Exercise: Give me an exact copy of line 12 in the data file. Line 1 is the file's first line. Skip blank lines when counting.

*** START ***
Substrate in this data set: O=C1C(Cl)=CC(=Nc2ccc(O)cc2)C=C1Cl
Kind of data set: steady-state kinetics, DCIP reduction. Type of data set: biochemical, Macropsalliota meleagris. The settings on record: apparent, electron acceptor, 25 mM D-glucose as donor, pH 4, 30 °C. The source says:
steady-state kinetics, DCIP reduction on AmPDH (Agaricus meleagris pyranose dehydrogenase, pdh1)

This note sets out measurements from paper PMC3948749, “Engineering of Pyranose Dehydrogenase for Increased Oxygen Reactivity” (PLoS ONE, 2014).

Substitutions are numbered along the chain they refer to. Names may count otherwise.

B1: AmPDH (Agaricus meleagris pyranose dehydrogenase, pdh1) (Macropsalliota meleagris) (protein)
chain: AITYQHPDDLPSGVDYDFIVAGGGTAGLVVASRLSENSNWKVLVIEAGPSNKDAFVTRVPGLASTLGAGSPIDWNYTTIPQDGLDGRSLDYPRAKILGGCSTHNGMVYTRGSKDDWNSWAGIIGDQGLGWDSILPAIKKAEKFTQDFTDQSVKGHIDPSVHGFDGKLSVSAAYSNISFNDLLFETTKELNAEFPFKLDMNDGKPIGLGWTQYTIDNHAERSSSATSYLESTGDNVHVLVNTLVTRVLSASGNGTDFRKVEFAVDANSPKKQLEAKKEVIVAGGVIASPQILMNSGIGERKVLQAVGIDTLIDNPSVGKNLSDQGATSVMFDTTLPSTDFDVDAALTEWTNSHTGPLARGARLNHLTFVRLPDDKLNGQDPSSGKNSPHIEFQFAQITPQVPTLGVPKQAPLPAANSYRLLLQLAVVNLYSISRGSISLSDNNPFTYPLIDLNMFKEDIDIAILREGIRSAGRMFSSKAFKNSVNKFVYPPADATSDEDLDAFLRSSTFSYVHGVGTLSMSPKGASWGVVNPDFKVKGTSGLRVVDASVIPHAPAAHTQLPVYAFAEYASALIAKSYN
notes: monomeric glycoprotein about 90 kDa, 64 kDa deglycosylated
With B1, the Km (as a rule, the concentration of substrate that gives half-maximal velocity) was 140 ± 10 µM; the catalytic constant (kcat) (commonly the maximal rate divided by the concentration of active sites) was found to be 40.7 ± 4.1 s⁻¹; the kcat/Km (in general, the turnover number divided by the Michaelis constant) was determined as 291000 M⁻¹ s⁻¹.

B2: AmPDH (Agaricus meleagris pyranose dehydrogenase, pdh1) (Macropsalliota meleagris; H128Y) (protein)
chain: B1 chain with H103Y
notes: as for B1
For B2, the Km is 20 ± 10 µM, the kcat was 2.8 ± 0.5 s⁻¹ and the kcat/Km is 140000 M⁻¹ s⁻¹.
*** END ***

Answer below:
notes: as for B1